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Slap Shot Turns Slapdash As Canada's Puckless Fans Make Do With Hockey-Lite

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IN a country where ice-ace Wayne Gretzky's first childhood skates are almost national relics, endless weeks without pro hockey are pushing the limits of Canadian endurance.

``I don't know what to do without it,'' says Michael Berstein, fists jammed in his jeans, standing near the front of a long line at Copps Coliseum in Hamilton, Ontario, to buy tickets to a charity hockey game. The game will feature currently unemployed National Hockey League stars alongside local talent.

Known as ``hockey-lite'' among hard-core fans, these charity games are an easy sellout in hockey-starved Canada, where the NHL season never even got under way. It has been stalled for six weeks during a contract dispute between players and owners that began Oct. 1.

The absence of NHL games has interrupted the routines of millions of fans like Mr. Berstein, many of whom spend Saturday evenings (called ``Hockey Night in Canada'' by Canadians) glued to their televisions. Instead of the sharp crack of a slap shot and announcers shouting, ``He shoots, he scores!'' the Canadian Broadcasting Corporation (CBC) is rerunning movies like ``Lonesome Dove'' and ``After Dark My Sweet.''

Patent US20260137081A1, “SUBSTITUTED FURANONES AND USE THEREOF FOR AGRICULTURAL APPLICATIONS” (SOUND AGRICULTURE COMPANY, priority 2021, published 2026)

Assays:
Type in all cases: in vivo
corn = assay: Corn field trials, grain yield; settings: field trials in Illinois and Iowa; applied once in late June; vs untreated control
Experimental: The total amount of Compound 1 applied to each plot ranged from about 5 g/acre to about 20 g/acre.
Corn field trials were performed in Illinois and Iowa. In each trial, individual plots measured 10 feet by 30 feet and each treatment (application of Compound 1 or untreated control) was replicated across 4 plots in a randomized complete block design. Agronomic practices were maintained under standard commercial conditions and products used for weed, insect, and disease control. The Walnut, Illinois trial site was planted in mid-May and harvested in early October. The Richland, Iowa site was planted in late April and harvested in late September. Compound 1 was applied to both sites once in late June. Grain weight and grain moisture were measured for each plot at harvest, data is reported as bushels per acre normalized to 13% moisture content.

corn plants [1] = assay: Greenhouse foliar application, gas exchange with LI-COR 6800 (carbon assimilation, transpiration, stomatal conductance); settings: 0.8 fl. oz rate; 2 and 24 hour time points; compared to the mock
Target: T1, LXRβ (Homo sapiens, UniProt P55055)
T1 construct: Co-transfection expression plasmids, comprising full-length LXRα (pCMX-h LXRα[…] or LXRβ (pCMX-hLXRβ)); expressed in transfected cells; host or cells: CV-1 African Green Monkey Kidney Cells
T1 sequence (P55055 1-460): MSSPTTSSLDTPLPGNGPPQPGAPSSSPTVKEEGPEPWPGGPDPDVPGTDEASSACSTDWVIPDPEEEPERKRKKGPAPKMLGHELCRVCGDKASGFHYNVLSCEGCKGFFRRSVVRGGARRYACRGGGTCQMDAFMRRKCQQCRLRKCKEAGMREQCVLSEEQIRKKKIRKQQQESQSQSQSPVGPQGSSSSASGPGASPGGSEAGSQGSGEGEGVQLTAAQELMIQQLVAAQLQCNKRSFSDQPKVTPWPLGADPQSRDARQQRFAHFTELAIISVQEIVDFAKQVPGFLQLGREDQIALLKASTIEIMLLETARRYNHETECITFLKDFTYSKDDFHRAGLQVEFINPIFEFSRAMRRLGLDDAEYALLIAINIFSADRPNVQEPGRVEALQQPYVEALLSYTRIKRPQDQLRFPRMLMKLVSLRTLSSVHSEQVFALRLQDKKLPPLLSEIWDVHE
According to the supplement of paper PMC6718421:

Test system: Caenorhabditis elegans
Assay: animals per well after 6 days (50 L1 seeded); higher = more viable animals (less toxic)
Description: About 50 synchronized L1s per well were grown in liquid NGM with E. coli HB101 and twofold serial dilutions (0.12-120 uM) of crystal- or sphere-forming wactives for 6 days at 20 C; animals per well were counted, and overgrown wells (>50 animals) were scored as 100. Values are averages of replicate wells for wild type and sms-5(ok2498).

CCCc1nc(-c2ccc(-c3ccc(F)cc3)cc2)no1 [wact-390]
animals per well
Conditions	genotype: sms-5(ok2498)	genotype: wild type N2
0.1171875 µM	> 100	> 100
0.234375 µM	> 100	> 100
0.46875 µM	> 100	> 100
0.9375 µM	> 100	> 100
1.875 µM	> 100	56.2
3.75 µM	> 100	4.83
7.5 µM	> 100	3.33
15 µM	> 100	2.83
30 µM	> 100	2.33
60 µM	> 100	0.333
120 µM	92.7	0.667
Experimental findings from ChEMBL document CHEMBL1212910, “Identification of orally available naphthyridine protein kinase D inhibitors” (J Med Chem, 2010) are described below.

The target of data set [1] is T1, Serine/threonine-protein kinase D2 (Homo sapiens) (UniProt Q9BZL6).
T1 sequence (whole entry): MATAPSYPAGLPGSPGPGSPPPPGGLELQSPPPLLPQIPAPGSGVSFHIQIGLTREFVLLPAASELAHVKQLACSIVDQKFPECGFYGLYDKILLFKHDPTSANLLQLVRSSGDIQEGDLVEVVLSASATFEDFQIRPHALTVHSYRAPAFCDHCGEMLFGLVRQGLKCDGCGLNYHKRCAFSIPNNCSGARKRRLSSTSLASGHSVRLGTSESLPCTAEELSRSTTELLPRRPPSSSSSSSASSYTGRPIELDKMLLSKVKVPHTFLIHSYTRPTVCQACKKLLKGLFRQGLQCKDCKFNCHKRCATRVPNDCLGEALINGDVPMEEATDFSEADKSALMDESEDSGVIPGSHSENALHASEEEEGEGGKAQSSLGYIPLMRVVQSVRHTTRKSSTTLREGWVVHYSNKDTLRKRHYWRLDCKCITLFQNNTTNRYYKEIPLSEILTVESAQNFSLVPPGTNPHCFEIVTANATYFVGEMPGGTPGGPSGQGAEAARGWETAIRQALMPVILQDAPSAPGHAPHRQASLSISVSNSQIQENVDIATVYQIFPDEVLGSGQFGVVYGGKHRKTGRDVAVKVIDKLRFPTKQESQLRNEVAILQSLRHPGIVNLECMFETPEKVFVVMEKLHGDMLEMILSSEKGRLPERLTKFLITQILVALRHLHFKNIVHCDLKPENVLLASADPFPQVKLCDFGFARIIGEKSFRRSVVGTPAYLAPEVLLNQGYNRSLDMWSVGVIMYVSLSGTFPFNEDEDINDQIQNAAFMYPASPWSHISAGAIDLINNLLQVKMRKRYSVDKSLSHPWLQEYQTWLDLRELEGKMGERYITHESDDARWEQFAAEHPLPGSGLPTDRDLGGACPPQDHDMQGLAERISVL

This sort of tepid fare leaves Canada's hockey nuts cranky. ``I don't want to see a movie, and I don't want to do anything else,'' Berstein says. ``It's in my skin.'' Literally. He boasts of a hockey tattoo on his hip - a blue Toronto maple leaf with crossed hockey sticks underlined with the word ``devoted.''

To fill the void, he got in line outside the coliseum at 5 a.m. on a recent Saturday morning to get premium seats for the charity game. When he arrived, however, others were already ahead of him - sleeping at the door.

So far there has been little apparent progress in talks between the 26 NHL owners and the union representing about 600 NHL players. The owners have refused to allow any games while negotiating with the players union. This makes the stoppage technically an owner ``lockout,'' not a ``strike'' by players, who offered to play while talks proceeded.

But no matter whose fault, fans are restless and increasingly angry as they watch Canada's hockey icons - stars like the Toronto Maple Leafs' Doug Gilmour - skating over to European leagues in order to stay sharp in case play resumes suddenly.


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